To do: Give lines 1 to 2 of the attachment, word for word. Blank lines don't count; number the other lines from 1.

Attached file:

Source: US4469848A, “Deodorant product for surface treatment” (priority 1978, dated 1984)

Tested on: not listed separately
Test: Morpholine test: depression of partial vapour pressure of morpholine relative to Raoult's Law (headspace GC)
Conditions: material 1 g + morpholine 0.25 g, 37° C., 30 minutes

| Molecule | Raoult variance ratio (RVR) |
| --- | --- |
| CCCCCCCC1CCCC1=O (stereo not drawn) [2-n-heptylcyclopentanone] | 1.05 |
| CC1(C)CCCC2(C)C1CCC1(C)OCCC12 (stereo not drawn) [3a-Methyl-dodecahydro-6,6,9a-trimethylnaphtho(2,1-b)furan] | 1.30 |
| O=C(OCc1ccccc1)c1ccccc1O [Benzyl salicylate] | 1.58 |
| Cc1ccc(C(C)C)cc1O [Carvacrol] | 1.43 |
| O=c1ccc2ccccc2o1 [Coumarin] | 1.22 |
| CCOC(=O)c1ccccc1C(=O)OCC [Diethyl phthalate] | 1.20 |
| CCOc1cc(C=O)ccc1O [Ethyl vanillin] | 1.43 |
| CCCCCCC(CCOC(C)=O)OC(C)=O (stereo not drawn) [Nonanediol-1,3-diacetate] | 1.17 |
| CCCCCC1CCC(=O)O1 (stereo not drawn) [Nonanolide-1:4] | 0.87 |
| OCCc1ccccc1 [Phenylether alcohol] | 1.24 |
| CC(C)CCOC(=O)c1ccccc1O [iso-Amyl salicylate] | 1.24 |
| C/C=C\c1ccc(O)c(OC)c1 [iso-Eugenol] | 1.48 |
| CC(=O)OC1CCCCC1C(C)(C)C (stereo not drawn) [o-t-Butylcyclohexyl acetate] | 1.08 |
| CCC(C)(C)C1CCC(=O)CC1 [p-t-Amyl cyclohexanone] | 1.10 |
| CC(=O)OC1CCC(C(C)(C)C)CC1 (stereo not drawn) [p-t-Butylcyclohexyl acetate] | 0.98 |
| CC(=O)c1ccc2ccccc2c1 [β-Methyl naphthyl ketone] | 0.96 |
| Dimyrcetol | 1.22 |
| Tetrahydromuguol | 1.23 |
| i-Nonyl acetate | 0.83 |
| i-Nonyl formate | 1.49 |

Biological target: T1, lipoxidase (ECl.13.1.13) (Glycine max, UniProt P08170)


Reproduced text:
Source: US4469848A, “Deodorant product for surface treatment” (priority 1978, dated 1984)

Tested on: not listed separately